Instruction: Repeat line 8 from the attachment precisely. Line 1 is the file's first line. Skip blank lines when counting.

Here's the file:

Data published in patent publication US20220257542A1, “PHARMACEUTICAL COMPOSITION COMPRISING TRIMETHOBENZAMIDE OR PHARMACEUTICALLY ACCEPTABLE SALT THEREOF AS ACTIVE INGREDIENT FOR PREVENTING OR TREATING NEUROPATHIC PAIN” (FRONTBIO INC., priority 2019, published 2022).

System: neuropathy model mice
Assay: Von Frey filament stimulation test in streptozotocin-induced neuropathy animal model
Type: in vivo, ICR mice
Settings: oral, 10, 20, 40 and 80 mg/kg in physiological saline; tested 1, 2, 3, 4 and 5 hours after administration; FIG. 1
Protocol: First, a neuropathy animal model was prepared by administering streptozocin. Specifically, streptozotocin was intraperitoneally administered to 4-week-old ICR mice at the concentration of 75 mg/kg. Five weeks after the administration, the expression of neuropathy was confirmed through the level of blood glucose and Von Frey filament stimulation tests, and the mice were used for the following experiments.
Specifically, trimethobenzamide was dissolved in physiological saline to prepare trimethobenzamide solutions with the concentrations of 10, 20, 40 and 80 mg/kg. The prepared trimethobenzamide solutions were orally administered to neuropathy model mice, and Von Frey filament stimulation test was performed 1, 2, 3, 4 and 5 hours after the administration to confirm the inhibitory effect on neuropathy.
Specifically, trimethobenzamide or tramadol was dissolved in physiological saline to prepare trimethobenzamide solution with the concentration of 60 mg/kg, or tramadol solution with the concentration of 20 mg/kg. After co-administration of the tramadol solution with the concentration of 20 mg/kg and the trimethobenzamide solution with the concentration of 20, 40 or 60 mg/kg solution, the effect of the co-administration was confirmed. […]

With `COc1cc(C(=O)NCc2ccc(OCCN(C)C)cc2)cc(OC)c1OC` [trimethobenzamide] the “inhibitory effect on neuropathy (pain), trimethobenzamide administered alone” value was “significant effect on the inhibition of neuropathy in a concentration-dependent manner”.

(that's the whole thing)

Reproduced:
Specifically, trimethobenzamide or tramadol was dissolved in physiological saline to prepare trimethobenzamide solution with the concentration of 60 mg/kg, or tramadol solution with the concentration of 20 mg/kg. After co-administration of the tramadol solution with the concentration of 20 mg/kg and the trimethobenzamide solution with the concentration of 20, 40 or 60 mg/kg solution, the effect of the co-administration was confirmed. […]